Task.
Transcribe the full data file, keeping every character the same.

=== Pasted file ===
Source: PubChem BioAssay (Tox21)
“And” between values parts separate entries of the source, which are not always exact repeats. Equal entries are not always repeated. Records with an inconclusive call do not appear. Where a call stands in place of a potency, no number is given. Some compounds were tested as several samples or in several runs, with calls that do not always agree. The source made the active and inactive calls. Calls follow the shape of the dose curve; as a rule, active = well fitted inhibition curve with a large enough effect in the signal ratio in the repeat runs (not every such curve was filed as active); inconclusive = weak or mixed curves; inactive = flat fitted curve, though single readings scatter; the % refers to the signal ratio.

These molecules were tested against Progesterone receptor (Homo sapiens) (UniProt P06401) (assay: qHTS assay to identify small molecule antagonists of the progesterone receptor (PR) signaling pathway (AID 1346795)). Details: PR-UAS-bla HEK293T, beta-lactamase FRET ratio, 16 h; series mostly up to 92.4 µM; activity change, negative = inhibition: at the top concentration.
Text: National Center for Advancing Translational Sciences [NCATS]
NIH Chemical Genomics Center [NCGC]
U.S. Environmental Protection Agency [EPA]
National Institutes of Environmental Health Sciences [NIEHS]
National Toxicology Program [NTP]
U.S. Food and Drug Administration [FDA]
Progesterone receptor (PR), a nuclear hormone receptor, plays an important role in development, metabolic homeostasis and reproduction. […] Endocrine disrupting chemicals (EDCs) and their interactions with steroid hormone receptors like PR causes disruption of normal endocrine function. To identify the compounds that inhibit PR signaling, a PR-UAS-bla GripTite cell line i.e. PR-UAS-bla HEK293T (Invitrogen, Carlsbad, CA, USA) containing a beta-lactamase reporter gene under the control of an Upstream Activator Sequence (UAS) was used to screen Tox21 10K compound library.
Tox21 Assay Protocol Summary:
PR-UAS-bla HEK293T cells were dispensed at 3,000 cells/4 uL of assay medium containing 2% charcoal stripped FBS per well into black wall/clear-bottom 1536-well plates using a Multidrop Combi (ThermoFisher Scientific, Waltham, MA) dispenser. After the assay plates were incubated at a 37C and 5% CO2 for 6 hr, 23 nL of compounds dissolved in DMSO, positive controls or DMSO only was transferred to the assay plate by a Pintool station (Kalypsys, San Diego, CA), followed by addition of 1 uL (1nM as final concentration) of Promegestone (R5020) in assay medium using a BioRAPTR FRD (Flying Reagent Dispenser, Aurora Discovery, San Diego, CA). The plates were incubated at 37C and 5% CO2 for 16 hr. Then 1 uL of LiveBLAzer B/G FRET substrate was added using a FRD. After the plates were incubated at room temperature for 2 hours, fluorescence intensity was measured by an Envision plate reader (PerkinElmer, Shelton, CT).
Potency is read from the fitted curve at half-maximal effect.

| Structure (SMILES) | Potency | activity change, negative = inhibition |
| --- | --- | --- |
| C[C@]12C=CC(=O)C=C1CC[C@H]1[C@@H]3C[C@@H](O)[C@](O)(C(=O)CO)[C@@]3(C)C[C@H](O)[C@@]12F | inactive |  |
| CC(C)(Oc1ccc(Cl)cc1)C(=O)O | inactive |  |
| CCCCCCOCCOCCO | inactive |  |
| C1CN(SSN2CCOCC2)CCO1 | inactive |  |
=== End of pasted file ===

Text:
Source: PubChem BioAssay (Tox21)
“And” between values parts separate entries of the source, which are not always exact repeats. Equal entries are not always repeated. Records with an inconclusive call do not appear. Where a call stands in place of a potency, no number is given. Some compounds were tested as several samples or in several runs, with calls that do not always agree. The source made the active and inactive calls. Calls follow the shape of the dose curve; as a rule, active = well fitted inhibition curve with a large enough effect in the signal ratio in the repeat runs (not every such curve was filed as active); inconclusive = weak or mixed curves; inactive = flat fitted curve, though single readings scatter; the % refers to the signal ratio.

These molecules were tested against Progesterone receptor (Homo sapiens) (UniProt P06401) (assay: qHTS assay to identify small molecule antagonists of the progesterone receptor (PR) signaling pathway (AID 1346795)). Details: PR-UAS-bla HEK293T, beta-lactamase FRET ratio, 16 h; series mostly up to 92.4 µM; activity change, negative = inhibition: at the top concentration.
Text: National Center for Advancing Translational Sciences [NCATS]
NIH Chemical Genomics Center [NCGC]
U.S. Environmental Protection Agency [EPA]
National Institutes of Environmental Health Sciences [NIEHS]
National Toxicology Program [NTP]
U.S. Food and Drug Administration [FDA]
Progesterone receptor (PR), a nuclear hormone receptor, plays an important role in development, metabolic homeostasis and reproduction. […] Endocrine disrupting chemicals (EDCs) and their interactions with steroid hormone receptors like PR causes disruption of normal endocrine function. To identify the compounds that inhibit PR signaling, a PR-UAS-bla GripTite cell line i.e. PR-UAS-bla HEK293T (Invitrogen, Carlsbad, CA, USA) containing a beta-lactamase reporter gene under the control of an Upstream Activator Sequence (UAS) was used to screen Tox21 10K compound library.
Tox21 Assay Protocol Summary:
PR-UAS-bla HEK293T cells were dispensed at 3,000 cells/4 uL of assay medium containing 2% charcoal stripped FBS per well into black wall/clear-bottom 1536-well plates using a Multidrop Combi (ThermoFisher Scientific, Waltham, MA) dispenser. After the assay plates were incubated at a 37C and 5% CO2 for 6 hr, 23 nL of compounds dissolved in DMSO, positive controls or DMSO only was transferred to the assay plate by a Pintool station (Kalypsys, San Diego, CA), followed by addition of 1 uL (1nM as final concentration) of Promegestone (R5020) in assay medium using a BioRAPTR FRD (Flying Reagent Dispenser, Aurora Discovery, San Diego, CA). The plates were incubated at 37C and 5% CO2 for 16 hr. Then 1 uL of LiveBLAzer B/G FRET substrate was added using a FRD. After the plates were incubated at room temperature for 2 hours, fluorescence intensity was measured by an Envision plate reader (PerkinElmer, Shelton, CT).
Potency is read from the fitted curve at half-maximal effect.

| Structure (SMILES) | Potency | activity change, negative = inhibition |
| --- | --- | --- |
| C[C@]12C=CC(=O)C=C1CC[C@H]1[C@@H]3C[C@@H](O)[C@](O)(C(=O)CO)[C@@]3(C)C[C@H](O)[C@@]12F | inactive |  |
| CC(C)(Oc1ccc(Cl)cc1)C(=O)O | inactive |  |
| CCCCCCOCCOCCO | inactive |  |
| C1CN(SSN2CCOCC2)CCO1 | inactive |  |